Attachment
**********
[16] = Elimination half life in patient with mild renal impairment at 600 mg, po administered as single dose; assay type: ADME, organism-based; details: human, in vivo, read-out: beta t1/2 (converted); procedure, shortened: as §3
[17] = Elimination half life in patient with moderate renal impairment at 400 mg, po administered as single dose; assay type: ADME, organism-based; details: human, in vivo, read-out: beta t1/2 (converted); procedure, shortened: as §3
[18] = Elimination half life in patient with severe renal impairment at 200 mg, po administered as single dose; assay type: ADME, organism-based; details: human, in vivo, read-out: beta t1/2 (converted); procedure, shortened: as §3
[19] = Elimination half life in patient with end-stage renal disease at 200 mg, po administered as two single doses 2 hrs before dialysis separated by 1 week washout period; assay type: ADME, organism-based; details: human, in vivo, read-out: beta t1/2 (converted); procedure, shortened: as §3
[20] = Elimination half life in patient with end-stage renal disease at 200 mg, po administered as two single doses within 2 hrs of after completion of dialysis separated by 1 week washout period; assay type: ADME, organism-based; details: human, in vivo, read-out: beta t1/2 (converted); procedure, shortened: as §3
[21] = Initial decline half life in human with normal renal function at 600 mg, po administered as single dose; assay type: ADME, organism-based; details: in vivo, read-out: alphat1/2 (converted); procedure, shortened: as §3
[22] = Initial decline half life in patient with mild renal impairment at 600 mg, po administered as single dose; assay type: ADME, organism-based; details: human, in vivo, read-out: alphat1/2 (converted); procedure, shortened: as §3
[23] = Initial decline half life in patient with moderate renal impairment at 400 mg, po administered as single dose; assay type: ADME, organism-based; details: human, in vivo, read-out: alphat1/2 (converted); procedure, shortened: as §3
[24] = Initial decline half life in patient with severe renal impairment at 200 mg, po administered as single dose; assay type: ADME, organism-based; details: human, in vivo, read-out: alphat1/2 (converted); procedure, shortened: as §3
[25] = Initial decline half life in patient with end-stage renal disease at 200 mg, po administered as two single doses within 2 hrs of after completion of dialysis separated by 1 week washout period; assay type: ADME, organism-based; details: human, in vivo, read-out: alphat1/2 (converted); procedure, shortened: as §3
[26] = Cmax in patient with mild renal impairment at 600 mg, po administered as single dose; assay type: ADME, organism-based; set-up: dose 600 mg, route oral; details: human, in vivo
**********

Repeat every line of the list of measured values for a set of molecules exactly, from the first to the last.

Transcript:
[16] = Elimination half life in patient with mild renal impairment at 600 mg, po administered as single dose; assay type: ADME, organism-based; details: human, in vivo, read-out: beta t1/2 (converted); procedure, shortened: as §3
[17] = Elimination half life in patient with moderate renal impairment at 400 mg, po administered as single dose; assay type: ADME, organism-based; details: human, in vivo, read-out: beta t1/2 (converted); procedure, shortened: as §3
[18] = Elimination half life in patient with severe renal impairment at 200 mg, po administered as single dose; assay type: ADME, organism-based; details: human, in vivo, read-out: beta t1/2 (converted); procedure, shortened: as §3
[19] = Elimination half life in patient with end-stage renal disease at 200 mg, po administered as two single doses 2 hrs before dialysis separated by 1 week washout period; assay type: ADME, organism-based; details: human, in vivo, read-out: beta t1/2 (converted); procedure, shortened: as §3
[20] = Elimination half life in patient with end-stage renal disease at 200 mg, po administered as two single doses within 2 hrs of after completion of dialysis separated by 1 week washout period; assay type: ADME, organism-based; details: human, in vivo, read-out: beta t1/2 (converted); procedure, shortened: as §3
[21] = Initial decline half life in human with normal renal function at 600 mg, po administered as single dose; assay type: ADME, organism-based; details: in vivo, read-out: alphat1/2 (converted); procedure, shortened: as §3
[22] = Initial decline half life in patient with mild renal impairment at 600 mg, po administered as single dose; assay type: ADME, organism-based; details: human, in vivo, read-out: alphat1/2 (converted); procedure, shortened: as §3
[23] = Initial decline half life in patient with moderate renal impairment at 400 mg, po administered as single dose; assay type: ADME, organism-based; details: human, in vivo, read-out: alphat1/2 (converted); procedure, shortened: as §3
[24] = Initial decline half life in patient with severe renal impairment at 200 mg, po administered as single dose; assay type: ADME, organism-based; details: human, in vivo, read-out: alphat1/2 (converted); procedure, shortened: as §3
[25] = Initial decline half life in patient with end-stage renal disease at 200 mg, po administered as two single doses within 2 hrs of after completion of dialysis separated by 1 week washout period; assay type: ADME, organism-based; details: human, in vivo, read-out: alphat1/2 (converted); procedure, shortened: as §3
[26] = Cmax in patient with mild renal impairment at 600 mg, po administered as single dose; assay type: ADME, organism-based; set-up: dose 600 mg, route oral; details: human, in vivo